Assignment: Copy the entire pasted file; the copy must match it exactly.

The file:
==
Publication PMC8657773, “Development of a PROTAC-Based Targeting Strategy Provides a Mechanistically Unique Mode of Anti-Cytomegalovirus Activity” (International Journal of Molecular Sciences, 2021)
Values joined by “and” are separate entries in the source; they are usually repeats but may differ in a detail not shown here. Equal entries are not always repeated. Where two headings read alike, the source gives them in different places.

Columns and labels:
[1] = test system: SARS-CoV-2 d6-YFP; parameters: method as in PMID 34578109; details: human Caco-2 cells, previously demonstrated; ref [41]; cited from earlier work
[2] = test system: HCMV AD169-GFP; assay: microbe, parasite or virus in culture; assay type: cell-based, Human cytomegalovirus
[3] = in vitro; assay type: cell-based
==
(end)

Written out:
Publication PMC8657773, “Development of a PROTAC-Based Targeting Strategy Provides a Mechanistically Unique Mode of Anti-Cytomegalovirus Activity” (International Journal of Molecular Sciences, 2021)
Values joined by “and” are separate entries in the source; they are usually repeats but may differ in a detail not shown here. Equal entries are not always repeated. Where two headings read alike, the source gives them in different places.

Columns and labels:
[1] = test system: SARS-CoV-2 d6-YFP; parameters: method as in PMID 34578109; details: human Caco-2 cells, previously demonstrated; ref [41]; cited from earlier work
[2] = test system: HCMV AD169-GFP; assay: microbe, parasite or virus in culture; assay type: cell-based, Human cytomegalovirus
[3] = in vitro; assay type: cell-based